Reflections on “Contested Commemorations”, RHS Symposium at the Open University.

On 17 May 2019 the Open University History department hosted a Royal Historical Society symposium to reflect on the centenary of the First World War. Following four years of commemorative activity, our aim with “Contested Commemorations” was to assess how a range of countries and regions had marked the centenary. Vincent Trott reports on a day of  fascinating presentations and lively discussion. Continue reading “Reflections on “Contested Commemorations”, RHS Symposium at the Open University.”

Seeking Thomas Howard in Rotherham: local groundings for a global life

In the last weekend of April, as part of the program for Professor Elena Smilianskaia, a visiting fellow at the University of Exeter, Dr Julia Leikin, British Academy Postdoctoral Fellow, organized a trip to the town of Rotherham in South Yorkshire, to find out more about Thomas Howard, the third Earl of Effingham (1746-1791). In this post, Julia Leikin recounts the surprising results of the trip. Continue reading “Seeking Thomas Howard in Rotherham: local groundings for a global life”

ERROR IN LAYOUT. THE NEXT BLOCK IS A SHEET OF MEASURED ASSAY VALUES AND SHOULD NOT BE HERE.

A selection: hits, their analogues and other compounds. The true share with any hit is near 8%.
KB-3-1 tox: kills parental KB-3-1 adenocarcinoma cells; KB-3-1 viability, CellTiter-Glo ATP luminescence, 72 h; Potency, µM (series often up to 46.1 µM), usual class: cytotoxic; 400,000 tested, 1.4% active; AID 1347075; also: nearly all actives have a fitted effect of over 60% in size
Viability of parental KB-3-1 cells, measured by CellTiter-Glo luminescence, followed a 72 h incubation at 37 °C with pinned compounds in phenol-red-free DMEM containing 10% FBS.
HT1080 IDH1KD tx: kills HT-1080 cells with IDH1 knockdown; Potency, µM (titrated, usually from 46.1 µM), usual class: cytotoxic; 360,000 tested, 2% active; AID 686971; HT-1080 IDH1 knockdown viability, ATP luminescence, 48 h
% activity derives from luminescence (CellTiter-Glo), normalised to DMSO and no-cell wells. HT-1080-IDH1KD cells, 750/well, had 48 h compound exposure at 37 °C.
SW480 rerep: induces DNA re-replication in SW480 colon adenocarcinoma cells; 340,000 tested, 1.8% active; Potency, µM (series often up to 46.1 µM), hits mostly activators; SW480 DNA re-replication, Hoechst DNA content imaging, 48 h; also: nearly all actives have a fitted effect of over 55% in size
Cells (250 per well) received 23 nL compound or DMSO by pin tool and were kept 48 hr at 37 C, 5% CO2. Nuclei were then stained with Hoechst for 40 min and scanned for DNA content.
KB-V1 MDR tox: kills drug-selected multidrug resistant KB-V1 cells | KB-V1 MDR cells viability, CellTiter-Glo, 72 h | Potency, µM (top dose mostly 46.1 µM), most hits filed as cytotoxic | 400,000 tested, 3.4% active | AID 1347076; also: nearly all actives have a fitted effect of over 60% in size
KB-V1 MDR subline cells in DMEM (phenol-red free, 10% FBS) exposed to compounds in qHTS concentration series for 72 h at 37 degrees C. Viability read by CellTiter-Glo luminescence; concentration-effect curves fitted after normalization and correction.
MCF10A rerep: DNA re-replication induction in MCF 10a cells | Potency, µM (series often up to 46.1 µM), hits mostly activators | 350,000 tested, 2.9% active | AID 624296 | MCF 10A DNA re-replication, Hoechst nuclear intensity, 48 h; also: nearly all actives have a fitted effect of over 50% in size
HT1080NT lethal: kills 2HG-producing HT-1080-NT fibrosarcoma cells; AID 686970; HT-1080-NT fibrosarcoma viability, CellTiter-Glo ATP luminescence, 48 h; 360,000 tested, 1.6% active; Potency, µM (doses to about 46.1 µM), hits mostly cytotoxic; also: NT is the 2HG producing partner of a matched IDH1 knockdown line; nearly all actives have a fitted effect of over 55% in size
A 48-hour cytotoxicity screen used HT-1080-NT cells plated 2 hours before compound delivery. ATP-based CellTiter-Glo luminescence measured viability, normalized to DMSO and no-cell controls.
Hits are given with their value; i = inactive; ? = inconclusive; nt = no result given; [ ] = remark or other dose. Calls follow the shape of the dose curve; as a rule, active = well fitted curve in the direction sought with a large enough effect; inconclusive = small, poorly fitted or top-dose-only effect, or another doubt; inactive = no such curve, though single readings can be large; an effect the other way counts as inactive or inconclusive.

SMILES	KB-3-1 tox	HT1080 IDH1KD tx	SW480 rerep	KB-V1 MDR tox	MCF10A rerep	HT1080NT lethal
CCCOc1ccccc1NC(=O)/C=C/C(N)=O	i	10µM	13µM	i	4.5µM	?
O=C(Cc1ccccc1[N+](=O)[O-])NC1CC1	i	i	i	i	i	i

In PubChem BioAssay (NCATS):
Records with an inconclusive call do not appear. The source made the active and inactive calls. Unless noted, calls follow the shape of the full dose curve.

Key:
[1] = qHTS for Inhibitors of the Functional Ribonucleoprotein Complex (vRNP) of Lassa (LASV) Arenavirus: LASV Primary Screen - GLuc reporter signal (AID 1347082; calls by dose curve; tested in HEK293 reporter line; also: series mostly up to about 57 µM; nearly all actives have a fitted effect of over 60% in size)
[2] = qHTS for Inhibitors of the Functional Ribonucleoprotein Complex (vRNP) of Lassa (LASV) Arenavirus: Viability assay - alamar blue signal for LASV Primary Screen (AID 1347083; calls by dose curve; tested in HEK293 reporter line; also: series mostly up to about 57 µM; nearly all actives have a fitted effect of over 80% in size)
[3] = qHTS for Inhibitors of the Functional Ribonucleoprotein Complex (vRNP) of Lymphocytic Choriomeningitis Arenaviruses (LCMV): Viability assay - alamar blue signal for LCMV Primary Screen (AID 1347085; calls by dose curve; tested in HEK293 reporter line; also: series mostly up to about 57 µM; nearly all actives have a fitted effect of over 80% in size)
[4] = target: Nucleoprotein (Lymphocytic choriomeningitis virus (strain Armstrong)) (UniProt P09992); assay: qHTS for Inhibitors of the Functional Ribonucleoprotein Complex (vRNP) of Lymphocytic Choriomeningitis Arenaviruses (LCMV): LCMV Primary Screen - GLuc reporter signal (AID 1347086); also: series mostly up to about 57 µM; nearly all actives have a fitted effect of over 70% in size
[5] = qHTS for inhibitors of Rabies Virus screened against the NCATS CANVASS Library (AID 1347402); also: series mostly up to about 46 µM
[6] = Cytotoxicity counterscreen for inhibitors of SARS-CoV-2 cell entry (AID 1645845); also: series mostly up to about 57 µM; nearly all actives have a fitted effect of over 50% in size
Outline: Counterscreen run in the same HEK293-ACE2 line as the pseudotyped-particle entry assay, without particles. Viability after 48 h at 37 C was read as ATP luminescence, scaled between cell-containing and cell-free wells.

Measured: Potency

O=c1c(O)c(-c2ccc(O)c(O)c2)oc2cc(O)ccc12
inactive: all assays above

Condemned to Become: the Future of the Past in Berlin

colla prizeMarcus Colla is a final year PhD student at the University of Cambridge. His research looks at the legacy of the Prussian state in communist East Germany. Marcus was awarded the Alexander Prize for 2018 for his article ‘Prussian Palimpsests: Architecture and Urban Spaces in East Germany, 1945-1961,’ Central European History, Vol. 50, (2017), 184-217. Here, he considers how Berlin has dealt with its contested past in its urban landscape. Continue reading “Condemned to Become: the Future of the Past in Berlin”